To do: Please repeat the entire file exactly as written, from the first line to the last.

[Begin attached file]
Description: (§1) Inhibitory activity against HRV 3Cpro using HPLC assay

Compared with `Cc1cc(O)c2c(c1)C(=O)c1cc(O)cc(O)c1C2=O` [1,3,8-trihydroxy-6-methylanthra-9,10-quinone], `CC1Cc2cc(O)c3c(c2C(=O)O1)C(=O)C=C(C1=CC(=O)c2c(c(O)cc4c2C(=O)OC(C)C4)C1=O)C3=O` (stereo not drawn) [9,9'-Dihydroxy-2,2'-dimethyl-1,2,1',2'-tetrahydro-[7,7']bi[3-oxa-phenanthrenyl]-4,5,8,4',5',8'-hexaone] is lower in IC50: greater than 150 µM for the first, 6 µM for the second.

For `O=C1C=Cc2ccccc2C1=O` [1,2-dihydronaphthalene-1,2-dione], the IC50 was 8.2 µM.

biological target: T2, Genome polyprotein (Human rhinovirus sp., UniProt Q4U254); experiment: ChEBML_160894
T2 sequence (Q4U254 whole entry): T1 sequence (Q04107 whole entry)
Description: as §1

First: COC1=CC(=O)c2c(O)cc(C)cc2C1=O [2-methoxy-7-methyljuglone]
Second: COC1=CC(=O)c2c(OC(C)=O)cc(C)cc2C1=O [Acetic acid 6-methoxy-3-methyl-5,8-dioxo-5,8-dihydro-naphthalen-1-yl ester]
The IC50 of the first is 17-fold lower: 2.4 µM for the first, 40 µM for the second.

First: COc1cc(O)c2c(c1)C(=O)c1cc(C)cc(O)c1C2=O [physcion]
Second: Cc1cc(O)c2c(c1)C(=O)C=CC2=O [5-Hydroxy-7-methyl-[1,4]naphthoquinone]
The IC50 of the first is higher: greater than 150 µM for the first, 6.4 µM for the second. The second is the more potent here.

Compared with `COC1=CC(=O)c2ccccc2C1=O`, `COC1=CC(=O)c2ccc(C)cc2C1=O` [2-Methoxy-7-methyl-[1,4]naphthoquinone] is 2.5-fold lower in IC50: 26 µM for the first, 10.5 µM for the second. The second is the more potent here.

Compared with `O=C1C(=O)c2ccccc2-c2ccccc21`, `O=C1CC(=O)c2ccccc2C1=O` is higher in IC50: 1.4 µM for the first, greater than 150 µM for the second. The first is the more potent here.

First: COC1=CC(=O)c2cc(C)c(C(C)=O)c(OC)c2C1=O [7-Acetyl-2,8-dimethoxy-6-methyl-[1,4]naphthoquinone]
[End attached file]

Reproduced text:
Description: (§1) Inhibitory activity against HRV 3Cpro using HPLC assay

Compared with `Cc1cc(O)c2c(c1)C(=O)c1cc(O)cc(O)c1C2=O` [1,3,8-trihydroxy-6-methylanthra-9,10-quinone], `CC1Cc2cc(O)c3c(c2C(=O)O1)C(=O)C=C(C1=CC(=O)c2c(c(O)cc4c2C(=O)OC(C)C4)C1=O)C3=O` (stereo not drawn) [9,9'-Dihydroxy-2,2'-dimethyl-1,2,1',2'-tetrahydro-[7,7']bi[3-oxa-phenanthrenyl]-4,5,8,4',5',8'-hexaone] is lower in IC50: greater than 150 µM for the first, 6 µM for the second.

For `O=C1C=Cc2ccccc2C1=O` [1,2-dihydronaphthalene-1,2-dione], the IC50 was 8.2 µM.

biological target: T2, Genome polyprotein (Human rhinovirus sp., UniProt Q4U254); experiment: ChEBML_160894
T2 sequence (Q4U254 whole entry): T1 sequence (Q04107 whole entry)
Description: as §1

First: COC1=CC(=O)c2c(O)cc(C)cc2C1=O [2-methoxy-7-methyljuglone]
Second: COC1=CC(=O)c2c(OC(C)=O)cc(C)cc2C1=O [Acetic acid 6-methoxy-3-methyl-5,8-dioxo-5,8-dihydro-naphthalen-1-yl ester]
The IC50 of the first is 17-fold lower: 2.4 µM for the first, 40 µM for the second.

First: COc1cc(O)c2c(c1)C(=O)c1cc(C)cc(O)c1C2=O [physcion]
Second: Cc1cc(O)c2c(c1)C(=O)C=CC2=O [5-Hydroxy-7-methyl-[1,4]naphthoquinone]
The IC50 of the first is higher: greater than 150 µM for the first, 6.4 µM for the second. The second is the more potent here.

Compared with `COC1=CC(=O)c2ccccc2C1=O`, `COC1=CC(=O)c2ccc(C)cc2C1=O` [2-Methoxy-7-methyl-[1,4]naphthoquinone] is 2.5-fold lower in IC50: 26 µM for the first, 10.5 µM for the second. The second is the more potent here.

Compared with `O=C1C(=O)c2ccccc2-c2ccccc21`, `O=C1CC(=O)c2ccccc2C1=O` is higher in IC50: 1.4 µM for the first, greater than 150 µM for the second. The first is the more potent here.

First: COC1=CC(=O)c2cc(C)c(C(C)=O)c(OC)c2C1=O [7-Acetyl-2,8-dimethoxy-6-methyl-[1,4]naphthoquinone]